The 10th Mountain Huts near Aspen require a few more miles to reach, but McNamara, Benedict (Fritz Hut and Fabi Hut) and Margy’s aren’t beyond mid-week reach for the hut-trip savvy. Tory skinned the six miles to Margy’s from the Lenado trailhead after work one Thursday this winter and arrived just as we were prepping dinner. She departed at 6:30 a.m. after coffee and was at work by 9 a.m. When I joined a group of women at Fabi’s Hut on a Wednesday a couple of weeks ago, one trip member skinned from her home in the Smuggler Trailer Park to Smuggler Mountain Road to start the trip. Everyone had to be back in town before 10 a.m. the next morning. And last week, a friend who needed a night away from her emails booked the Green-Wilson hut for a Monday. We left in the afternoon and still had time for a sunset ski tour before dinner.

Save overpacking for the weekend. “For a mid-week hut trip that doesn’t involve skiing beyond the approach and exit, you don’t need much more than your outfit to skin in, a puffy, food, a sleeping bag and a toothbrush,” says Tory. The key to keeping these trips easy and stress-free lies in a sort of permanent preparedness. Tory keeps a stuff sack ready with a small toothbrush, toothpaste, face wipes and a few other bare-bones toiletries. I keep my down booties, earplugs, tea and a headlamp in my hut-trip pack. Invest in a lightweight sleeping bag that compacts smaller than your down jacket. It’s all you need at a hut with a hot fire. And leave your book at home—most huts are stocked with a mini-library.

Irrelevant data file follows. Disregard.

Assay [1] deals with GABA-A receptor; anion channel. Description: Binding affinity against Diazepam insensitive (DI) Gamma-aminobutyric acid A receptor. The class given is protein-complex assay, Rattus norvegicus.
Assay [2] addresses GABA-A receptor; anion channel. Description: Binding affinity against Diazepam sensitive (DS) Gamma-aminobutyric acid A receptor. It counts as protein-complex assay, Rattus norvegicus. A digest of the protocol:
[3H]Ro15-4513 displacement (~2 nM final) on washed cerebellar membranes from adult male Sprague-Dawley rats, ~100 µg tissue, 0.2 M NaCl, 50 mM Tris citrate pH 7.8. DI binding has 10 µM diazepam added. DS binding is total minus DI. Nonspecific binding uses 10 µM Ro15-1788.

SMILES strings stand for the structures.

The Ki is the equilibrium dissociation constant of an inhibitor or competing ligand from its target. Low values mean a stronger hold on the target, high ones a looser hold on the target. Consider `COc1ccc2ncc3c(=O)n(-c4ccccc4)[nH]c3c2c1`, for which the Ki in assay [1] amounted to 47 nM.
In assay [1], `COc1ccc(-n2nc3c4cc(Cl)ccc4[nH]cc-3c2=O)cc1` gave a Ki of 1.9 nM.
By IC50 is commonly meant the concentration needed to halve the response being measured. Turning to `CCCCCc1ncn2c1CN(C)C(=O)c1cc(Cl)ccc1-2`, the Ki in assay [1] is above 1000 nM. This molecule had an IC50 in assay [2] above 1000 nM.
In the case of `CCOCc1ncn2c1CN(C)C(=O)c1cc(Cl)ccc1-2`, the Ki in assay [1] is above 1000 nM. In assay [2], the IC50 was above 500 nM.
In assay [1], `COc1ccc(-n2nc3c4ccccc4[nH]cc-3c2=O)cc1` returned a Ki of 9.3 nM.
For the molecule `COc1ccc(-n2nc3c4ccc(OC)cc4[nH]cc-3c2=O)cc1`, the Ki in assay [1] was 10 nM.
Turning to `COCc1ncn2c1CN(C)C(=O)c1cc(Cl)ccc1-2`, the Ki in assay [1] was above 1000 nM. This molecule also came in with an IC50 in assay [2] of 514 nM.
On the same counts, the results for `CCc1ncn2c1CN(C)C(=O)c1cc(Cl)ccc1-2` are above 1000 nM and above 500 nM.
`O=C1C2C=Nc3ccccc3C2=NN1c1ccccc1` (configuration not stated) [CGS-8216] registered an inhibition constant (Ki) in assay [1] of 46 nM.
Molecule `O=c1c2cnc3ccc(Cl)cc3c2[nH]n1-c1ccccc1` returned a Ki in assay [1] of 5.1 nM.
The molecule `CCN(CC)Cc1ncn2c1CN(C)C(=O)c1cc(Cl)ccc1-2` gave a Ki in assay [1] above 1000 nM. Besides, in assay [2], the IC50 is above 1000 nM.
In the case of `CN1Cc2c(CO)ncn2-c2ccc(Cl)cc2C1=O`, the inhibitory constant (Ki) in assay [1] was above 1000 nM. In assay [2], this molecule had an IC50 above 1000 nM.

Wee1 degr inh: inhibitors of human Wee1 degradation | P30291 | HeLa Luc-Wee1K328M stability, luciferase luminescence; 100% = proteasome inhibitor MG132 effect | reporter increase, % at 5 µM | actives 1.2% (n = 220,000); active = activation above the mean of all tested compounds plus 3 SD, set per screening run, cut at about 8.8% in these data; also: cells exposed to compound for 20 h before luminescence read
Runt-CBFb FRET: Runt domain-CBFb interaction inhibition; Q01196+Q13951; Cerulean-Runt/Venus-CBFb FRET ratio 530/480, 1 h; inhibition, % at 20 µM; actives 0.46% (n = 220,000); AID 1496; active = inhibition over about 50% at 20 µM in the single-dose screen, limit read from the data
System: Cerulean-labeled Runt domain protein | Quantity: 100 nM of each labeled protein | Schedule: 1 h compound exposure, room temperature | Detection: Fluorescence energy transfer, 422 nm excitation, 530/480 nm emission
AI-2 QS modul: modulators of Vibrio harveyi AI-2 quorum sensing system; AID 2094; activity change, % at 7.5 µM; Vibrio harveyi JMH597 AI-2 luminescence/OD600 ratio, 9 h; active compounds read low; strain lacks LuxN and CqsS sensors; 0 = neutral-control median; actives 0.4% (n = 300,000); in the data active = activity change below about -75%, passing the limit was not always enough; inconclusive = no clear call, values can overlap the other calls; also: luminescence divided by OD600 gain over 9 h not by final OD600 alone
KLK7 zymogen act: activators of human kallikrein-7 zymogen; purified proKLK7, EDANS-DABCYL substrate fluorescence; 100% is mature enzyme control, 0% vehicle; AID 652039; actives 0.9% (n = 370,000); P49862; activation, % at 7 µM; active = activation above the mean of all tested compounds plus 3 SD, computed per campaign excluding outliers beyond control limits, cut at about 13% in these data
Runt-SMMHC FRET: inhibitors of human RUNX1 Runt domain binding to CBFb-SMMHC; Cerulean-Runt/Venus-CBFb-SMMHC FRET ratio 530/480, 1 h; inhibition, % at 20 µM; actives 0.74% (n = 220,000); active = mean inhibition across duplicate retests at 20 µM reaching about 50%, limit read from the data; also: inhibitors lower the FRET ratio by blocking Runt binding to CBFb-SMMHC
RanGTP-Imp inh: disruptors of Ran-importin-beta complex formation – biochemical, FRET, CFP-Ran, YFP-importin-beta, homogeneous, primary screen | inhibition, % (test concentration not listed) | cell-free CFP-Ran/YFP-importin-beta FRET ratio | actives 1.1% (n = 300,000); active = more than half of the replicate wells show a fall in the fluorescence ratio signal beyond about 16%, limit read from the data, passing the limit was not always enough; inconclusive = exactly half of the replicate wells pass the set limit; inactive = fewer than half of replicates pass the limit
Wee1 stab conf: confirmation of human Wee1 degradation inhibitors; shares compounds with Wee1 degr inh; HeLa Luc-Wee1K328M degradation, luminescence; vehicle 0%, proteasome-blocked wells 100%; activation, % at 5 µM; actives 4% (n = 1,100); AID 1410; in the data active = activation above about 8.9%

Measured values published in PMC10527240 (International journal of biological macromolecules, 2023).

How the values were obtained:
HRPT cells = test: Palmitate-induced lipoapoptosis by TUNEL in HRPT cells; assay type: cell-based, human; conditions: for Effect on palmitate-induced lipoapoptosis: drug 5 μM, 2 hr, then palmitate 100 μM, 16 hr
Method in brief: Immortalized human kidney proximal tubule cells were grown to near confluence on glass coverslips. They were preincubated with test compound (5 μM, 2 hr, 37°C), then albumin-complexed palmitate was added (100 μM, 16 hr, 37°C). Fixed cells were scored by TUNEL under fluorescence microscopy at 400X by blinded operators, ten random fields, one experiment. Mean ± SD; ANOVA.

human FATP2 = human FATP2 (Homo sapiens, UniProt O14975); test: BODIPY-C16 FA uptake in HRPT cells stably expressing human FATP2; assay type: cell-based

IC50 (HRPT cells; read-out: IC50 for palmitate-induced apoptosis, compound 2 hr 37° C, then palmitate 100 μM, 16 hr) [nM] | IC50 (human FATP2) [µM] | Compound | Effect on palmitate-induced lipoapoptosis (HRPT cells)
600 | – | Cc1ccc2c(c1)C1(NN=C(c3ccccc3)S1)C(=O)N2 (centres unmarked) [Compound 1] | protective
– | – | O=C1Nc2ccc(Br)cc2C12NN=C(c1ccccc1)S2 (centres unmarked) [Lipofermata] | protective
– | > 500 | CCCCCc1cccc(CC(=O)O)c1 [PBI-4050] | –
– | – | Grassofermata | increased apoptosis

Let’s talk food. Spontaneous hut trips demand simplicity, but the meal is also the main event of the night—it should feel special. Have a couple of hut-trip meal plans in your back pocket. My go-to is tacos. I marinate flank steak in Tupperware in my pack, then sear it and slice it at the hut. You can delegate tortillas, sides and toppings to friends.

Ann Driggers, photographer and Pitkin County finance director, introduced me to a new favorite hut meal: Ramen in spicy miso broth with tofu and soft-boiled egg (recipe below!). I bring homemade, sturdy treats for dessert, layered between parchment paper in 1-quart plastic containers. Every woman on her own for wine (Barbara in a Vapur collapsible water bottle) and coffee (Backporch Pour Over Packs—backporchcoffeeroasters.com—and powdered coconut milk). Minimizing morning dishes is key for a speedy workday exit. Breakfast is usually leftover cookies or a disposable oatmeal cup (fancy toppings optional).